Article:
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Prosecution for child porn hampered by lack of critical technology


WHILE some legislation exists locally against child pornography, Children’s Advocate Diahann Gordon Harrison has lamented the non-existence of some critical technology that would help advance cases and secure convictions.

Speaking during this week’s Jamaica Observer’s Monday Exchange, Gordon Harrison, who is also the National Rapporteur for Trafficking in Persons, said there are no dedicated resources for carrying out the appropriate levels of investigation into reports of child pornography.

“Child pornography is in fact an issue here. From the perspective of having a legislative framework, I think we do have that in place. However, it is my own view that the penetration and the degree to which child pornography exists in Jamaica is not fully understood.

“We have seen all sorts of videos surface from time to time, but the ability to say how many other bits exist remains outside our focus and ability. I don’t think we have garnered all the forensic tools that we need locally to do that,” she said.

The Child Pornography (Prevention) Act 2009 describes child pornography as: any material showing a child engaged in sexual activity, actual or simulated; depictions of a child being subjected to torture, cruelty or abuse in a sexual context; and any visual representation, audio recording, or written material that advocates or counsels sexual activity with a child.

The children’s advocate added that anyone who creates, distributes or shares pornographic content of children must be aware that they are guilty of an offence. But, she complained that a lack of resources caused some investigations to fall through the cracks.

“Sometimes we get some things on our phone and we just pass it on. That in and of itself is seen as distribution under the legislation and is in fact an offence.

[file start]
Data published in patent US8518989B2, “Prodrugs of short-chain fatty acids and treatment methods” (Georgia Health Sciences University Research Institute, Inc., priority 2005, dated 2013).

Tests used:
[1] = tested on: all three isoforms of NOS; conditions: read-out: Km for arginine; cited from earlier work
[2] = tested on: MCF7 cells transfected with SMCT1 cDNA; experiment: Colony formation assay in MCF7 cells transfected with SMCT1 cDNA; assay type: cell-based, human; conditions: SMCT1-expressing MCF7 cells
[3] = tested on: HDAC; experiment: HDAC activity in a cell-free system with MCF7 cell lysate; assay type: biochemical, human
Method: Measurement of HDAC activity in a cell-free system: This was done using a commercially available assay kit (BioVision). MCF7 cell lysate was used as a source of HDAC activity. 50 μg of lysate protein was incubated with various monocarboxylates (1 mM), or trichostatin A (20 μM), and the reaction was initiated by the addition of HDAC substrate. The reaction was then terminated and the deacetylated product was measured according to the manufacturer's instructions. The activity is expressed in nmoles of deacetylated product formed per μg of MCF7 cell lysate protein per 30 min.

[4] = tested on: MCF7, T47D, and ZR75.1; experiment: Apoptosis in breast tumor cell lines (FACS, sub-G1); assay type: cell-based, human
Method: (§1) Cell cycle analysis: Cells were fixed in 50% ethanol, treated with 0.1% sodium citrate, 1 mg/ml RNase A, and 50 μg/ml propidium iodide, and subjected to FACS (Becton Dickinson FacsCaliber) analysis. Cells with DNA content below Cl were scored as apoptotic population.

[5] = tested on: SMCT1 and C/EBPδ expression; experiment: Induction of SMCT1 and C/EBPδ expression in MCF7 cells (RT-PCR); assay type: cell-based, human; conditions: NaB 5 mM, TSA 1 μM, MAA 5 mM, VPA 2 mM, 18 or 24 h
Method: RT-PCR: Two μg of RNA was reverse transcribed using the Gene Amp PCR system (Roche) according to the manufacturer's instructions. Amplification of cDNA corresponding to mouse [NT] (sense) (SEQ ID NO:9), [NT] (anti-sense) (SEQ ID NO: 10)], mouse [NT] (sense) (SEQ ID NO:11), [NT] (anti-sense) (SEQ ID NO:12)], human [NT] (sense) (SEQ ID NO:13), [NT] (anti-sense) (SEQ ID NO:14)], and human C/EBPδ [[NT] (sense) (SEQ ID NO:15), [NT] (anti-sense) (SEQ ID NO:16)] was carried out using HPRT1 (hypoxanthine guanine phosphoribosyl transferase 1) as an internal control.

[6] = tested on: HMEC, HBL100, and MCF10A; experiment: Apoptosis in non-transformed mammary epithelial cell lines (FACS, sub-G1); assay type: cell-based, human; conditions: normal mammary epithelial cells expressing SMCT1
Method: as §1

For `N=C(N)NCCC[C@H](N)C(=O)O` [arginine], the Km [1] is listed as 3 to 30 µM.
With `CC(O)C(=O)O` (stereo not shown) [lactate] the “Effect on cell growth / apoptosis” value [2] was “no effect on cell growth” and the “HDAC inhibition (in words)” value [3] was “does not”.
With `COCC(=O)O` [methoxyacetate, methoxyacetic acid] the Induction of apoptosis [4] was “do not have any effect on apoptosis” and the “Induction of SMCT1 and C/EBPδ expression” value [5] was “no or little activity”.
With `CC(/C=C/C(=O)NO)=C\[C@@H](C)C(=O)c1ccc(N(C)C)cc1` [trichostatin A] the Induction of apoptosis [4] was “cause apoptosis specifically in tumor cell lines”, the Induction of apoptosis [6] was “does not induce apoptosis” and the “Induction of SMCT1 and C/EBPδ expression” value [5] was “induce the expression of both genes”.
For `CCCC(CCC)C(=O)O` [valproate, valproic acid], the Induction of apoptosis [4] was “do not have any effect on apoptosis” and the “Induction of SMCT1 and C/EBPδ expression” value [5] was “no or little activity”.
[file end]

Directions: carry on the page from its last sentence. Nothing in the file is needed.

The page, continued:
“In some other jurisdictions, you have dedicated resources to mapping anywhere that has a public Wi-Fi or hot spot. It could be a caf, it could be a restaurant or it could be a public library, and you have a monitoring of the type of sites persons visit while they are there.

“We don’t have the capacity to do that routinely yet, and so what I find is that, while our cybercrime unit plays a very effective role in dealing with cases that come to the fore, digital and remote monitoring with dedicated resources seven days a week is something we are lacking at this time.”

Gordon Harrison, meanwhile, acknowledged that child trafficking is a problem in Jamaica, but expressed optimism that the country is heading in the right direction in terms of minimising and eventually eradicating the practice.

“I think Jamaica is going in the right direction because we have, in fact, benefited under the child protection compact partnership agreement between the Government of United States of America and the Jamaican Government, which focuses very specifically on targeted responses to eradicating child trafficking.

“Child trafficking is but one of the many forms of human trafficking we have in Jamaica. Essentially, all that is, is sexual exploitation, labour exploitation, or any of the other forms, with the victim at the centre of it being a person under 18 years old. We have seen where children have, in fact, been exposed and we find a predominance of sexual exploitation more confined to our teenage girls.

“… In one of our recent convictions, the victim was a teenage girl who was recruited by her trafficker via Facebook and then was sexually assaulted over a period of months. Thankfully, this matter was properly investigated, rigorously prosecuted and resulted in a conviction Home Circuit Court. That perpetrator is now behind bars.

– Jason Cross

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